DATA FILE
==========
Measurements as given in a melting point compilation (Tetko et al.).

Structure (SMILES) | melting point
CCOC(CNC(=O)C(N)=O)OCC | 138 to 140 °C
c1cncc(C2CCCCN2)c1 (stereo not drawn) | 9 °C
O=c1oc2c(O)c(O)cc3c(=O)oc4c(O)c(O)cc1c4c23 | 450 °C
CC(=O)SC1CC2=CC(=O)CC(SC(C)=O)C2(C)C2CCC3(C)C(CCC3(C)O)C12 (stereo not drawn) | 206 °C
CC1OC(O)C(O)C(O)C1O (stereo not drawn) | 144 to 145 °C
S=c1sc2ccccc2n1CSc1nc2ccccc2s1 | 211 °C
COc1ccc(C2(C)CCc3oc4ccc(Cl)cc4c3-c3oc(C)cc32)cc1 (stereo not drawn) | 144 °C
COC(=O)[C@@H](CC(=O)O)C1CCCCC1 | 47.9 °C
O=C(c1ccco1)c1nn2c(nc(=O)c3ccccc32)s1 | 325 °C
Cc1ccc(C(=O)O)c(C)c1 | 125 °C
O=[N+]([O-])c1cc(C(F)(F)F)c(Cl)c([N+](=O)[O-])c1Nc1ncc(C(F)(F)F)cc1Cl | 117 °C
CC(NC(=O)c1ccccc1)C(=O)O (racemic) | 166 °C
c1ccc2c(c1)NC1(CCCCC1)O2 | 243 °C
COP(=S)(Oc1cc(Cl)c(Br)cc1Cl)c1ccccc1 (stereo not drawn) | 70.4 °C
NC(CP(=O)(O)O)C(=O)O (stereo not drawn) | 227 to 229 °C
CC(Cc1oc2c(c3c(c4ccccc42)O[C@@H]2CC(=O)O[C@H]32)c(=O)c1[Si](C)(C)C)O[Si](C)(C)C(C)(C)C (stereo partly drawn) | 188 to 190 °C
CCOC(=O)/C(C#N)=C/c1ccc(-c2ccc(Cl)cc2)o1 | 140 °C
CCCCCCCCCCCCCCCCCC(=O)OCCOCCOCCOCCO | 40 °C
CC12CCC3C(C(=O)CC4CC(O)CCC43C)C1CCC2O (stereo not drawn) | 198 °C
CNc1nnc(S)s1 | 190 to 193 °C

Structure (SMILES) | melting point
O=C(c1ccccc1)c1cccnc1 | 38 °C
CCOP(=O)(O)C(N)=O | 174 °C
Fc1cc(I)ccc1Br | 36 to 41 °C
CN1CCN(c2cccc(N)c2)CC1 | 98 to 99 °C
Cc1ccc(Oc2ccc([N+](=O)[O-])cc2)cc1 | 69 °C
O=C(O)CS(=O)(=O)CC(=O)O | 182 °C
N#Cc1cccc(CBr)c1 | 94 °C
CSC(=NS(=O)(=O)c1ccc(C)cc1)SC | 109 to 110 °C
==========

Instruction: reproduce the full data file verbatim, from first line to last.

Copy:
Measurements as given in a melting point compilation (Tetko et al.).

Structure (SMILES) | melting point
CCOC(CNC(=O)C(N)=O)OCC | 138 to 140 °C
c1cncc(C2CCCCN2)c1 (stereo not drawn) | 9 °C
O=c1oc2c(O)c(O)cc3c(=O)oc4c(O)c(O)cc1c4c23 | 450 °C
CC(=O)SC1CC2=CC(=O)CC(SC(C)=O)C2(C)C2CCC3(C)C(CCC3(C)O)C12 (stereo not drawn) | 206 °C
CC1OC(O)C(O)C(O)C1O (stereo not drawn) | 144 to 145 °C
S=c1sc2ccccc2n1CSc1nc2ccccc2s1 | 211 °C
COc1ccc(C2(C)CCc3oc4ccc(Cl)cc4c3-c3oc(C)cc32)cc1 (stereo not drawn) | 144 °C
COC(=O)[C@@H](CC(=O)O)C1CCCCC1 | 47.9 °C
O=C(c1ccco1)c1nn2c(nc(=O)c3ccccc32)s1 | 325 °C
Cc1ccc(C(=O)O)c(C)c1 | 125 °C
O=[N+]([O-])c1cc(C(F)(F)F)c(Cl)c([N+](=O)[O-])c1Nc1ncc(C(F)(F)F)cc1Cl | 117 °C
CC(NC(=O)c1ccccc1)C(=O)O (racemic) | 166 °C
c1ccc2c(c1)NC1(CCCCC1)O2 | 243 °C
COP(=S)(Oc1cc(Cl)c(Br)cc1Cl)c1ccccc1 (stereo not drawn) | 70.4 °C
NC(CP(=O)(O)O)C(=O)O (stereo not drawn) | 227 to 229 °C
CC(Cc1oc2c(c3c(c4ccccc42)O[C@@H]2CC(=O)O[C@H]32)c(=O)c1[Si](C)(C)C)O[Si](C)(C)C(C)(C)C (stereo partly drawn) | 188 to 190 °C
CCOC(=O)/C(C#N)=C/c1ccc(-c2ccc(Cl)cc2)o1 | 140 °C
CCCCCCCCCCCCCCCCCC(=O)OCCOCCOCCOCCO | 40 °C
CC12CCC3C(C(=O)CC4CC(O)CCC43C)C1CCC2O (stereo not drawn) | 198 °C
CNc1nnc(S)s1 | 190 to 193 °C

Structure (SMILES) | melting point
O=C(c1ccccc1)c1cccnc1 | 38 °C
CCOP(=O)(O)C(N)=O | 174 °C
Fc1cc(I)ccc1Br | 36 to 41 °C
CN1CCN(c2cccc(N)c2)CC1 | 98 to 99 °C
Cc1ccc(Oc2ccc([N+](=O)[O-])cc2)cc1 | 69 °C
O=C(O)CS(=O)(=O)CC(=O)O | 182 °C
N#Cc1cccc(CBr)c1 | 94 °C
CSC(=NS(=O)(=O)c1ccc(C)cc1)SC | 109 to 110 °C